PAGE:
Sunday, November 20, 2011

The Triumphal Entry into Jerusalem (Jn. 12:12-26)

This is my personal summary of Rev Dr Stephen Tong's sermon on 13 November 2011 in STEMI Expository Preaching at True Way Presbyterian Church. It was preached in Chinese with English translation.

Passage: John 12:12-26

God established David’s throne and promised that his kingdom would once more become glorious. Israel expected Messiah to come to recover the historical glory of Davidic kingdom. After the return from Babylon, Jewish scholars studied the Messiah and recognised the Messiah’s coming as a glorious one which would surely revive Israel. But this is a one-sided concept that is why the Jews could not recognise the true Messiah when He came. They looked down on Him because of His human background. They concluded nothing would come from Nazareth, from the son of a carpenter. It was a tragedy to measure value in this way.

Why did Jesus ride on a donkey and not a horse? Jesus was willing to ride on a donkey which nobody has ever ridden. He entered Jerusalem as the Prince of peace, not the King of war. People on the road welcomed Him and shouted hosanna (Jn. 12:12-13). From human perspective this was the greatest glory Jesus received on earth.

But unlike man’s concept of glory, Christ’s concept of glory Jesus is in suffering. The first step of His glorification on earth was His incarnation, God become flesh. The angels sang glory to God in the highest when He was born in the lowest place, the smelly manger.

The second step was the glory in His death. When people came by the masses to welcome Jesus, the Pharisees were displeased. Their words revealed their arrogance. They could not be happy when others are praised. They believe their religion is right and only they should get praises. Jerusalem was in a mess then. Some people wanted to kill Jesus, some wanted to praise God and some people were there for the passover. But Jesus knew He was the Lamb of the passover and the time was coming for Him to die.

This principle has never changed. Without the cross there is no resurrection. No life without death. No glory of God without suffering.

Many people from all over the world came to gather at Jerusalem for the passover, including the Greeks (Jn. 12:20). Why would the non-Jews obey the law of the Jews to come to Jerusalem for passover? These were non-Jews who were pious and God-fearing. Cornellius was such a person. He feared God. Peter said, “God accepts from every nation the one who fears Him and does what is right.” (Acts 10:35) This does not mean their good deeds save them. They still need the salvation of Jesus. The Bible said the entire world is under sin.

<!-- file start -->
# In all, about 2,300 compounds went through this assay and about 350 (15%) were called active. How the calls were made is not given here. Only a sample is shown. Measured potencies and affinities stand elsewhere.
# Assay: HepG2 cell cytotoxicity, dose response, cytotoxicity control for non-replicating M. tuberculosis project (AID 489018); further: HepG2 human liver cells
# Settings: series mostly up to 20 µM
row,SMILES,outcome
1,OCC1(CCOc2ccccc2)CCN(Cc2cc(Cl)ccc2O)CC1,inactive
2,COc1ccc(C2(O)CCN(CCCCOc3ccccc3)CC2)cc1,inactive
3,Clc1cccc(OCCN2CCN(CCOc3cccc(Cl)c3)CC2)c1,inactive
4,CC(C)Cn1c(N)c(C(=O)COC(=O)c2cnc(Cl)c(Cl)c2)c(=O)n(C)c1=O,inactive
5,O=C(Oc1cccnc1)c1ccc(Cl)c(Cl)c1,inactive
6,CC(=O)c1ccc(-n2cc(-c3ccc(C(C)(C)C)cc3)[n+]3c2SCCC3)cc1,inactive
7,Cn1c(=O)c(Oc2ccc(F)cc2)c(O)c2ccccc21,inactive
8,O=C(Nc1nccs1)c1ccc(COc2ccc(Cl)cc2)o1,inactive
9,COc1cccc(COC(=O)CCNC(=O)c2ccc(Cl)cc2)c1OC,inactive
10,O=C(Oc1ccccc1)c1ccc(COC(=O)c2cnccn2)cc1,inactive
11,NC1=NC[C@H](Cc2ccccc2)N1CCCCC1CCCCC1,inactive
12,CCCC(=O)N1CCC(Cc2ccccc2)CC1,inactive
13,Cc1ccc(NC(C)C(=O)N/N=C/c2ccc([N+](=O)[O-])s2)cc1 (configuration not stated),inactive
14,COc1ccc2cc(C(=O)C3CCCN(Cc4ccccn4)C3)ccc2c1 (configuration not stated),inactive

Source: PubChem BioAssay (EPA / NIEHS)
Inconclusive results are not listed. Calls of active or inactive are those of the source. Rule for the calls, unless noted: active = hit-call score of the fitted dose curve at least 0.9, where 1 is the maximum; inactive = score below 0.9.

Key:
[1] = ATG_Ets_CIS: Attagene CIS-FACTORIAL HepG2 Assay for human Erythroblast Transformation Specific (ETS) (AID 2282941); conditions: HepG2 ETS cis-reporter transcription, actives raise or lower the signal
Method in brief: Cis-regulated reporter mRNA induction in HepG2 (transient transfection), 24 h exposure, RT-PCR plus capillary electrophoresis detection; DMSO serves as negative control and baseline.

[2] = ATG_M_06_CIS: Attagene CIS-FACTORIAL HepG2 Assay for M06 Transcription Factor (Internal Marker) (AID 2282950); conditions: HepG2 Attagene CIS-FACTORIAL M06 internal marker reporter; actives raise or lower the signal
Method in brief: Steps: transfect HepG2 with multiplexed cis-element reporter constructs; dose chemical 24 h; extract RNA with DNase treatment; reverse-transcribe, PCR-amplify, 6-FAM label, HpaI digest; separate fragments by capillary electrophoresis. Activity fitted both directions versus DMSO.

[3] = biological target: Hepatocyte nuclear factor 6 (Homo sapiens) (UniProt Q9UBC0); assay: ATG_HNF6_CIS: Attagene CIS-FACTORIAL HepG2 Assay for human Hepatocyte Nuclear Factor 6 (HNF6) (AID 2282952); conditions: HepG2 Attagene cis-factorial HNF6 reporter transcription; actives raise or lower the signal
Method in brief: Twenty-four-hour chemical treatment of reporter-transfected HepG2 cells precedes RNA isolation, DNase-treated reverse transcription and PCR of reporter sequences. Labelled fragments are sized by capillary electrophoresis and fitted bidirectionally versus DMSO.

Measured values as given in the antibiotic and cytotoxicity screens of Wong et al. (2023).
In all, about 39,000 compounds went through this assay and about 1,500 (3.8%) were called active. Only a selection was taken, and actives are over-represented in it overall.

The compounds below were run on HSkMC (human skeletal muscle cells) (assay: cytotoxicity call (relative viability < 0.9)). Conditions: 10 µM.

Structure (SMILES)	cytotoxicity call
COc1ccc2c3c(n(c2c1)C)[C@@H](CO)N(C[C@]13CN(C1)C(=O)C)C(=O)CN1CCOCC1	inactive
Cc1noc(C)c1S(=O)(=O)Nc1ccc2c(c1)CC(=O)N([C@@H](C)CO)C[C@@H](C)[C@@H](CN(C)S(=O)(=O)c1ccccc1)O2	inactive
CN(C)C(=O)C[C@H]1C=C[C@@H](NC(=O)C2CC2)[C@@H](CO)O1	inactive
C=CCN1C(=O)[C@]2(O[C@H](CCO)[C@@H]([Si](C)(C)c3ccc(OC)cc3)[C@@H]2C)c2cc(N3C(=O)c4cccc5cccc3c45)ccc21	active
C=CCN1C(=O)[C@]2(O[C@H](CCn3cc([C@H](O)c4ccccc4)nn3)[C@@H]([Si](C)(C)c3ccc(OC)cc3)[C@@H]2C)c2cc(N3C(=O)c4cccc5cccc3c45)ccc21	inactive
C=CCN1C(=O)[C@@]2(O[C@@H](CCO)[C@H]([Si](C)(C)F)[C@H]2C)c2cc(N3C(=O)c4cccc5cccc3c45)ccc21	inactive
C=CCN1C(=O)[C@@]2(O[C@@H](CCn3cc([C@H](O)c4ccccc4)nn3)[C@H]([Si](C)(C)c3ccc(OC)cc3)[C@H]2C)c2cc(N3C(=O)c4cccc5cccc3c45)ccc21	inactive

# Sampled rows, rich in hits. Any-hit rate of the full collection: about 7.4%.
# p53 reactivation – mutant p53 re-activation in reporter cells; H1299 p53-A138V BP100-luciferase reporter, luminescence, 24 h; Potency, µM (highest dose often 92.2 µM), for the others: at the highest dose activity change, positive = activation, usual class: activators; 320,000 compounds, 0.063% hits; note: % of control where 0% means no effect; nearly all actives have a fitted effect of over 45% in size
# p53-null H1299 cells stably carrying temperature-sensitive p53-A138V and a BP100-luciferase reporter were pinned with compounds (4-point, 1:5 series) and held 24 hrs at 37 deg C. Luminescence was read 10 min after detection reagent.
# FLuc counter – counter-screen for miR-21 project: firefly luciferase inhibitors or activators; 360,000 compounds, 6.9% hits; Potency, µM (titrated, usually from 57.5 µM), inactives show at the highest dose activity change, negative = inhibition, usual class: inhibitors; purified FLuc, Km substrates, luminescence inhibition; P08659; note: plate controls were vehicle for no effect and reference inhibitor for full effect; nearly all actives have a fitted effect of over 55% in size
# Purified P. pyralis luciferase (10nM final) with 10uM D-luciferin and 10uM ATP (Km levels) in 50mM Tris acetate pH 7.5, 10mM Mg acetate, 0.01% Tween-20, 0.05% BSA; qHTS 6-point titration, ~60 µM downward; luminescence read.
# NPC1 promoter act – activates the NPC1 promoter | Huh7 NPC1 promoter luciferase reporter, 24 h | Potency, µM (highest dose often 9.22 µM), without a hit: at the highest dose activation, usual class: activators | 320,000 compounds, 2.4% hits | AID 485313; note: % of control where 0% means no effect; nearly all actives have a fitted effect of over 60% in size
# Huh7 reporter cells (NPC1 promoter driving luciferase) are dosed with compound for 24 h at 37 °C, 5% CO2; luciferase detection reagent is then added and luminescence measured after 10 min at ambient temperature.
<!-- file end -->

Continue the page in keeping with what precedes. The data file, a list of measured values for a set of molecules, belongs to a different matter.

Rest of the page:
The Greeks discovered that their religion was not good so they looked for something different in the Jewish religion. 400 years before our Lord, the Greeks had 3 great philosophers, Socrates, Plato and Aristotle. These three great philosophers were different, but they were common in one way. They recognise that truth must be consistent and true good must bring true happiness. True happiness consists in having wisdom which includes life ethics. In the past, they were seeking wisdom. Unfortunately our education system is more about academics, it is not about seeking wisdom.

Socrates had sparked the thought to seek the purpose of life in many Greeks who continued to learn for 400 years till Jesus came. 400 years before and 400 years after Christ are considered the golden age of philosophy. People seek to understand the purpose of existence. In western philosophy, the golden aim of existence is to be happy. One group says happiness comes from hedonistic lifestyle (Epicurian). Another group believes true happiness comes from true good (Stoics) which sets high standard for morality. And a third group doubts everything (Skeptics). This influences western though greatly, to seek the good, to seek joy and happiness and to doubt all things.

These highly learned and intelligent Greeks were looking for Jesus. They found that their false gods did not give any answer. They were looking for purpose of life. They found Phillip. Phillip found Andrew and both went to Jesus. When they met Jesus, Jesus said “the hour has come for the Son of man to be glorified.” (v.23) This refers to His death. He was not filled with anxiety. He was not interested in philosophy discourse. He knew He was called for the lost sheep of Israel.

So He said to the Greeks, “Very truly I tell you, unless a kernel of wheat falls to the ground and dies, it remains only a single seed. But if it dies, it produces many seeds.” (Jn. 12:24) Here Jesus gave them the philosophy of life. There are two principles, anyone who loves their life will lose it, he who hates their life in this world will keep it for eternal life (Jn. 12:25). No religion or philosophy ever said this. Eventually every religion and philosophy of man is still man-centered. However, Jesus points away from man-centredness. He said lose your life and you will receive it.